What was Once Impossible Became Possible
For a year it had seemed like nothing would happen with the old windmill. Months after a successful Christmas crowdfunding campaign, no institutional funder was willing to join. Even after the farmer’s market signed an intention letter to rent the space twice a week. The youngsters were at an all-time low. It was Jane, a passionate project manager at city hall who kept the blades spinning.
Jane had a friend at the local bank. She arranged a meeting with her friend’s colleague at the bank’s SME department. There were many surprised faces when Jane walked in with a colourful group of teenagers. They presented the Flower Foundation and their plans for the mill. Right during that pivotal moment after the presentation Jane stepped in. “You know the crowdfunding campaign and a subsidy already account for 32 percent of the required financing?”
Within the same week Jane walks into the office of the local alderman for economic affairs. She puts a photograph of the high school students and a smiling bank representative on her desk. “If city hall can provide a guarantee on 50 percent of the loan, the bank is ready to make their investment into the windmill.” Late spring, city hall agrees and spirits are high at the summer break party of the local school.
Every story is unique when it comes to the heritage-led regeneration of Historic Urban Areas. This is clearly visible in the business models presented in the previous section. The value generated by Historic Urban Areas is diverse and spread out over various local and regional stakeholders. This provides both opportunities and challenges for financing. Realising funding remains challenging.
Novel opportunities emerge as the heritage regeneration financing landscape evolves. When looking at past and current projects, financing comes predominantly from classic public and private funding sources. Yet as we will discover further in this chapter, crowdfunding and community funding are increasingly becoming a part of the funding mix.
HUB-IN Places dare to experiment with new financial structures, combining traditional public funding streams with other (private) sources of funding. In creating novel financial structures, HUB-IN cities carefully balance potential shifts in the distribution of power and influence, contributing to their city’s inclusive and sustainable development.
Illustrative Financing Models from HUB-IN Atlas
Rule number one when it comes to financing urban heritage regeneration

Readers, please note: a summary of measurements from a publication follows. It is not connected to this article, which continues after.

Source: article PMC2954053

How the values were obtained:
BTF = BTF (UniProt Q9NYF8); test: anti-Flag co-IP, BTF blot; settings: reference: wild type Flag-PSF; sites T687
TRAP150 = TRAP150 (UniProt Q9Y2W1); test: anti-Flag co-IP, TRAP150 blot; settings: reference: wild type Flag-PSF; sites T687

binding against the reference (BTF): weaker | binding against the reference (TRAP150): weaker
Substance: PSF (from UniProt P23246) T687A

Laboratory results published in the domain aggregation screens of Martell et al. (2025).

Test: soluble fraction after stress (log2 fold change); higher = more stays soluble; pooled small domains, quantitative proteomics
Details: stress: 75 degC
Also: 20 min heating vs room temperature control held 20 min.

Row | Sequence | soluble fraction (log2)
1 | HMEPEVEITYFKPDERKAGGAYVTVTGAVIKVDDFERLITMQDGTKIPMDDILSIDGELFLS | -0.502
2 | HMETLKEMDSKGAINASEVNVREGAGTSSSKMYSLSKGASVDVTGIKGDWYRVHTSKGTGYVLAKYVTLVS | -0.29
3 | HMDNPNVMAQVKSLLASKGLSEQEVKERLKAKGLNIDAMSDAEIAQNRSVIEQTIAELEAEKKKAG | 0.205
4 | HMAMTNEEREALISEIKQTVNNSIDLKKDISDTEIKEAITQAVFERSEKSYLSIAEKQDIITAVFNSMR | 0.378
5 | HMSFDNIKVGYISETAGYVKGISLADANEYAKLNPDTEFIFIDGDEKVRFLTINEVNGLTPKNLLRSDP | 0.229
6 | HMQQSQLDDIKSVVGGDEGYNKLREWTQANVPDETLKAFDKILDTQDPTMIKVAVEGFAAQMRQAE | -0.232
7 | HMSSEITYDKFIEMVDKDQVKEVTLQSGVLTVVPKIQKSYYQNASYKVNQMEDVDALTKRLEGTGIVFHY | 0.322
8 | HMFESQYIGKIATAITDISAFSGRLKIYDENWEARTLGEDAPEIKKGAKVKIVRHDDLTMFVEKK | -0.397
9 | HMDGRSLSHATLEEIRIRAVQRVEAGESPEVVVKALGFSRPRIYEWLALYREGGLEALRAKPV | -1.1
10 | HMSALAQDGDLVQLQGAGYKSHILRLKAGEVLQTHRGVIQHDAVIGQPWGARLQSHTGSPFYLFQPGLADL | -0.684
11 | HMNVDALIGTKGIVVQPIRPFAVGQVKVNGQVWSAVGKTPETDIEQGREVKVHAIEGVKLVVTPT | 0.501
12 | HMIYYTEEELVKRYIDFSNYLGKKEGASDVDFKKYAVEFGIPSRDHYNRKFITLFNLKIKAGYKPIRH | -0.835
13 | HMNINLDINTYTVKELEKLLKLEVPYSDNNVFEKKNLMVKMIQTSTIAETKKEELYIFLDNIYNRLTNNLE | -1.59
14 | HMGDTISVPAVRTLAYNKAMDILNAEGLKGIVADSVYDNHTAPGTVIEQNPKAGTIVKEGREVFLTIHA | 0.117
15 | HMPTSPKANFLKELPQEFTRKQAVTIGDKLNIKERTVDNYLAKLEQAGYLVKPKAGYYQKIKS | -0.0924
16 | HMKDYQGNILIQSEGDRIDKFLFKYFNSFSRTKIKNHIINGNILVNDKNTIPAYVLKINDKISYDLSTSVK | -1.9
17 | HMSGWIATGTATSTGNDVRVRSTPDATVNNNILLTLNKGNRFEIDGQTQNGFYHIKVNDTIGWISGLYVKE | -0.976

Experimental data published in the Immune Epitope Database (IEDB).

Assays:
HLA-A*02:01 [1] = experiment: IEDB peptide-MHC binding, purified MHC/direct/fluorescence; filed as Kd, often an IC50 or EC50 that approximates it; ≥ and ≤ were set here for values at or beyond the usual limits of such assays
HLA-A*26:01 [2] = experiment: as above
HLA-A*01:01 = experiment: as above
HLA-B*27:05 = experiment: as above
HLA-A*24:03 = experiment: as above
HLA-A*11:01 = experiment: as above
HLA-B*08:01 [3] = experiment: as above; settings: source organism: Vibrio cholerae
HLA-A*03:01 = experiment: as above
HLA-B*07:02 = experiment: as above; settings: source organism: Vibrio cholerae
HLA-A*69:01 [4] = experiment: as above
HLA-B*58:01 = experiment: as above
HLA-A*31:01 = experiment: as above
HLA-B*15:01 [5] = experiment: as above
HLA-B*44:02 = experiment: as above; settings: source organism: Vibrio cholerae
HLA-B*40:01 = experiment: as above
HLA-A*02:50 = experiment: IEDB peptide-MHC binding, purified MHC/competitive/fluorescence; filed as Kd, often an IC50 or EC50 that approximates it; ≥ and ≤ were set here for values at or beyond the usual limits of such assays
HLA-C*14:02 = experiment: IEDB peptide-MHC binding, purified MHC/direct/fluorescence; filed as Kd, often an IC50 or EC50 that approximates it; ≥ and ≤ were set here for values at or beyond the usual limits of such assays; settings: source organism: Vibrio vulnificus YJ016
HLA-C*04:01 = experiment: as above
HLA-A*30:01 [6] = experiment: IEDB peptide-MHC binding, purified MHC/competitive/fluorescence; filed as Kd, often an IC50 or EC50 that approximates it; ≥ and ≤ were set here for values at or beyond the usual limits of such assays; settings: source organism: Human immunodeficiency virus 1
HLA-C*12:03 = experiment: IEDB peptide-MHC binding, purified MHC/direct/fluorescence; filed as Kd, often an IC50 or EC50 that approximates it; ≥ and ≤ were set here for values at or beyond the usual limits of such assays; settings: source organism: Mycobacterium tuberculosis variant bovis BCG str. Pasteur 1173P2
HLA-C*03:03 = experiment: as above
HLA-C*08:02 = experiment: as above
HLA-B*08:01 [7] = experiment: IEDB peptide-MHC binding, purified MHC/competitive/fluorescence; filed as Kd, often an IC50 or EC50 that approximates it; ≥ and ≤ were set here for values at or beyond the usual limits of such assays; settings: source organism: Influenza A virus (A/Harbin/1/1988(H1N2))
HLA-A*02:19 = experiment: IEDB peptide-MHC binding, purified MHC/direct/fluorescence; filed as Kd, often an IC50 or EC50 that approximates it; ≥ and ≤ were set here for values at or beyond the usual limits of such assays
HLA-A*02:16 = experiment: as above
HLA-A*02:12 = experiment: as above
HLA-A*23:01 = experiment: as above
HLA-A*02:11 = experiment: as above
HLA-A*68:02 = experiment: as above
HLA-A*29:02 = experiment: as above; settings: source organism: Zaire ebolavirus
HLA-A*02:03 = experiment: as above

is that there usually is a mix of financing and funding sources. Co-financing is the norm. The main financing sources are public, private and community funding, including crowdfunding.
Based on the first 40 cases collected in the HUB-IN Atlas we observe that almost all cases receive some form of public funding, half of all cases receive private funding and about a quarter of the cases receive some form of community funding.
The illustrative financing models provide a good overview of the diversity of funding options found in practice. For each financing source and form of co-financing we provide a cluster of real-life cases based on the HUB-IN Atlas. Each cluster provides insights into how the financing sources can be applied in practice. The cases within each cluster provide summarized information on specific instruments used. They are not meant as a complete representation of what financing heritage-led regeneration could look like. Instead, they provide a snapshot of good practices observed today.
A Deep Dive into Financing Models for Heritage-Led Regeneration of Historical Urban Areas
The Heritage Finance Ecosystem is a starting point for exploring the many funding and financing opportunities that are present today. We start by introducing the heritage finance ecosystem and then take a deep-dive into dozens of financing models that are available today.
- Donating: In donation-based financing models, investors receive no direct return.
Their motives are more altruistic and focused on the goals of the project or based on personal relations. Donations are risk-absorbing capital because they do not have to be repaid. This financing model makes it easier to attract other funding because its equity increases and the organization’s financial position is improved.
- Reward-seeking: Reward seeking is the act of giving money in exchange for a non-financial reward and often to support a cause. This could be a cause or project the contributor is directly related to and that is able to provide a tangible reward which is very small (the goal for the investor is to support the project) or very large (goal is to receive a potential product or services for a discount). Public and private investors might also invest in exchange for a non-financial reward.
- Lending: Lending money is usually done in exchange for interest, which depends on the risks associated with the loan. It is advisable to keep loan contracts as uniform as possible. Apart from complexity, it is better to keep the number of loans low and avoid too much administrative work. Governments and other funding organizations may issue bonds providing them with the debt to make long term capital investments.
- Investing: Investing money in exchange for equity makes the investor a co-owner. Investing in equity usually happens with the intention of achieving a profit. Apart from achieving a profit, making a positive social or environmental impact could be part of the investment goals.
- Hybrid Models: There are also financing instruments that allow for a switch from one financing model to another under certain pre-agreed conditions. A typical example is mezzanine financing, a hybrid of debt and equity, where debt can be converted into equity in case of a default. Similarly a loan can become a donation under certain circumstances.